Does it suck?
After two weeks of traveling (for about a week to Indiana and an unexpected one week escapade of moving to a new home in Chicago) I have concluded one thing:
Writing while traveling takes an extreme amount of self-control.
It’s interesting, because most sites and books that talk about taking control of your life and working from where ever you want are missing a little something.
Although sitting on the beach or whipping out your computer wherever you want sounds romantic and exciting, it is actually more difficult than waking up and sitting at a desk with a set routine.
I recently traveled to Bloomington, Indiana (where Indiana University is) and every year they have a bike race called the Little 500. Little 500 is a huge event, so popular that they made an Academy Award winning film called Breaking Away to show the dedication and raw work ethic that these bikers put into their preparation, while following a group of “townies” who break barriers to become the first non-student team to join and win the race.
After that, I planned to move from my apartment in Lincoln Park to Wrigleyville, to join some old grade-school friends in experiencing a true tradition of Chicago: Wrigleyville.
My plan was to write throughout the entire trip. Unfortunately, this was the first time since I tried writing while travleing, and needless to say it was difficult.
- Friends create distractions
- Internet access is limited
- Your mind is in a different place
When I arrived in Bloomington, my friends wanted to go to the bar. No writing. When I woke up they wanted to go out for breakfast or lunch or dinner. They would turn on a game or sit in my bedroom (their living room) and laugh and talk about what game was on TV.
During my move I told myself it would be a quick transaction and then I would get straight to writing. Unfortunately, that was almost impossible, since moving is the worst thing in the world and it will consume at least 24 hours minimum. It ended up taking about 5 days of my writing time.
- Day 1: Packing and talking to my old roommate about what things each of us would take, while cleaning up our apartment
- Day 2: Moving
- Day 3: Spending time with the people who helped me move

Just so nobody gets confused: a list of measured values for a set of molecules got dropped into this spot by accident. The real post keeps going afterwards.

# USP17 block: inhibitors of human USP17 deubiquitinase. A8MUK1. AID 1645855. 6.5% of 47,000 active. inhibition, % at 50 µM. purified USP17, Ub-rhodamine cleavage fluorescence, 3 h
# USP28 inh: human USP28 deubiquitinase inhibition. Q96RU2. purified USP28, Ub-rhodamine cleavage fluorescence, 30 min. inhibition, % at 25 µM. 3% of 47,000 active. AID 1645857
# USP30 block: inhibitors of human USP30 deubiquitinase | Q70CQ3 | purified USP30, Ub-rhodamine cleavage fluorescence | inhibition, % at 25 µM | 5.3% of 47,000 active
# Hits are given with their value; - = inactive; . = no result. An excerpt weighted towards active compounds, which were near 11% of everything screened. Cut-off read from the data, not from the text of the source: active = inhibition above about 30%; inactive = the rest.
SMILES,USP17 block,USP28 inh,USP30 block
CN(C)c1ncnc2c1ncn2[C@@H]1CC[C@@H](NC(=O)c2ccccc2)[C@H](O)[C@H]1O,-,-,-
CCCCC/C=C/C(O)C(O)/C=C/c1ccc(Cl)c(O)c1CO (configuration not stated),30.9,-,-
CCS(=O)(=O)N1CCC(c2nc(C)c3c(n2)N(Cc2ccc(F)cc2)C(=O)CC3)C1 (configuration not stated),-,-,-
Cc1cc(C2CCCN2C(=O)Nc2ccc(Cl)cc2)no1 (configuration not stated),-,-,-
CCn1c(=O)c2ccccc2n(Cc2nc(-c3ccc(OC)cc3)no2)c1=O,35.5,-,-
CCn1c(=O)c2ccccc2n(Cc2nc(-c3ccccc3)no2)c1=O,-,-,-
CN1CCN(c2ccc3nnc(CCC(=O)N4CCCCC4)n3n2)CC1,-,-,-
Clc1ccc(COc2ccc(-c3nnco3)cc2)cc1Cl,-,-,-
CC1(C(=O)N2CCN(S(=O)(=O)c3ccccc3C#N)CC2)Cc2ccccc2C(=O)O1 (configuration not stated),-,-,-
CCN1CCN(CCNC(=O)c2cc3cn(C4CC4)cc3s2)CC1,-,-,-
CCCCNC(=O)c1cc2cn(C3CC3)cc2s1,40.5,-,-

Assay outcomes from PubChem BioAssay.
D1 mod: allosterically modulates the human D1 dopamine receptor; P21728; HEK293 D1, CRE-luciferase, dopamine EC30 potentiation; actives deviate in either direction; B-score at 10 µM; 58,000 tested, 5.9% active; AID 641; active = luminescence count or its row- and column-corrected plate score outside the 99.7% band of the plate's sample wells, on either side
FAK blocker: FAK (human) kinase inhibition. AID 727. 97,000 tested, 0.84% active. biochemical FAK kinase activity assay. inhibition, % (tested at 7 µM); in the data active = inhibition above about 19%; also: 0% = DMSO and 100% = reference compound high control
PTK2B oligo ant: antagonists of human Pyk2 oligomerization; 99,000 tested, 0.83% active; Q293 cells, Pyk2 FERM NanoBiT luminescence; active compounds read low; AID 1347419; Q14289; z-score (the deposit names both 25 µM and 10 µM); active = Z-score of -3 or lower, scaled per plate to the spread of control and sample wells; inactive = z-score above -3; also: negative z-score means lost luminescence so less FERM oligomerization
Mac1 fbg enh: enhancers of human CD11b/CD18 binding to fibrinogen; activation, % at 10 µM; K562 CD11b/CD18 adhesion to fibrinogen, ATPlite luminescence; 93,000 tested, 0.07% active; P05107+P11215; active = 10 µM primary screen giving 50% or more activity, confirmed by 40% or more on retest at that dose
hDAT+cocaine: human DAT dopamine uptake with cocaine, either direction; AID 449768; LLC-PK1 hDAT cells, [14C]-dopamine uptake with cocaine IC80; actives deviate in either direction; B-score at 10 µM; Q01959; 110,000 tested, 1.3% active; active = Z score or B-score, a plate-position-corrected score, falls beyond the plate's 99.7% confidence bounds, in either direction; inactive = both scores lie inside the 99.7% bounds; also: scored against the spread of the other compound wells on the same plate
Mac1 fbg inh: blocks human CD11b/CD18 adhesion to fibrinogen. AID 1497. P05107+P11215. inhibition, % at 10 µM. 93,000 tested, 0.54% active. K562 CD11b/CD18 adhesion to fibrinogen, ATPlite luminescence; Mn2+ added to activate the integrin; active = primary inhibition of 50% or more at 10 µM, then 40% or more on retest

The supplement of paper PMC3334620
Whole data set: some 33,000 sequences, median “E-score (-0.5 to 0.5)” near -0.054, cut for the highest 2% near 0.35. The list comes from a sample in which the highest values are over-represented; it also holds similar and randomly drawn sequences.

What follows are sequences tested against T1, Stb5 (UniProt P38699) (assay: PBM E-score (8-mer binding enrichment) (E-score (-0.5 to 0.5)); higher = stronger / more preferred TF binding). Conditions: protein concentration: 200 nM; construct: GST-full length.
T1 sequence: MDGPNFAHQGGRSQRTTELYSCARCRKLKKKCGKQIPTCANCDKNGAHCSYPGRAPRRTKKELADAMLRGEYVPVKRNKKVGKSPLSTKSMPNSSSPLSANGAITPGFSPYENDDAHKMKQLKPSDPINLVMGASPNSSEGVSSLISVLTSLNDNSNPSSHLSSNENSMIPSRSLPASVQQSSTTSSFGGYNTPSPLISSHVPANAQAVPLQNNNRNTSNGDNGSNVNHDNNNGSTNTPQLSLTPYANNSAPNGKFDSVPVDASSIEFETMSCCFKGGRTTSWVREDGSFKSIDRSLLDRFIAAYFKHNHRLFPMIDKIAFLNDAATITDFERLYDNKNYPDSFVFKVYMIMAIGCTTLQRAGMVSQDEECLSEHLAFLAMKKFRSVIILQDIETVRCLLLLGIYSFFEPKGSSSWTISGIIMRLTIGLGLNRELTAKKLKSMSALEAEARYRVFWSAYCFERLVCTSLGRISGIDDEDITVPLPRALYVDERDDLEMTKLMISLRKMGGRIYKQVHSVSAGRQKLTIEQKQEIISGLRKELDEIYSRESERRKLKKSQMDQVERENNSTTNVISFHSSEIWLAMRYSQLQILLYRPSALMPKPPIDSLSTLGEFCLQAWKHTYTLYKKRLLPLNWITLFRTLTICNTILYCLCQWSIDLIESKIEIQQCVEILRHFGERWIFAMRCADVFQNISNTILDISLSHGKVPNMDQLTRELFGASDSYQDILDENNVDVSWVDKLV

- Day 4: Organizing my things and setting up necessities such as cable and internet (Comcast customer support for about three hours)
- Day 5: Ok, I finally wrote on this day, but it wasn’t very productive (I’ll call this my recovery day)
Overall, it was a mess. I understand that people do this everyday, but for those who haven’t written while traveling or have encountered problems while doing so here are some things I learned:
Prepare for minimal internet
Yes, writing can be done offline, but when it comes to freelancing and posting on a blog you need to eventually send your work via email or publish a blog post. In this case you need to prepare for a lack of internet. Finding a coffee shop is often a viable option, however I have trouble concentrating with all the people walking around.
Also, when traveling, you are often in a car or not near a Starbucks. In this case, purchase a wireless internet card or application on your phone to maintain constant connection. I purchased an application called FoxFi that helped me send out some emails on the tail end of my trip. You can use a certain bandwidth for free and then you must purchase the full app for around $7. It works great and allows a writer to at least connect for sending emails.
Tell your friends or family you need to work
This was difficult for me because I wanted to take advantage of every moment I was spending with my friends down in Bloomington. Not to mention, they pushed me to come with them whenever I said no. The only time I had a chance to write some freelance blog posts was when I told them that I needed to work to make money. I think my exact words were, “When YOU take a vacation your company still pays you. When I take a vacation I don’t make anything.”
It’s an inconvenient truth, but freelance writers need to work even when they are on vacation. After I said this, they went to play a round of golf and left me alone for about five hours.
Writers might be the only professionals who need to lose sleep on vacation. During my second day of moving I squeezed out a couple hours of writing late at night. Yes I was tired. Yes my body was sore from moving unnaturally large objects, but I wish I had done that every other day of my trip.
The next day I woke up a little sore and tired, but I also felt great about myself. I had completed the work that I love and did it while facing adversity.
Writing is about facing adversity, and this adversity often comes disguised as comfort.
How have you managed to write while traveling? Let me know in the comments.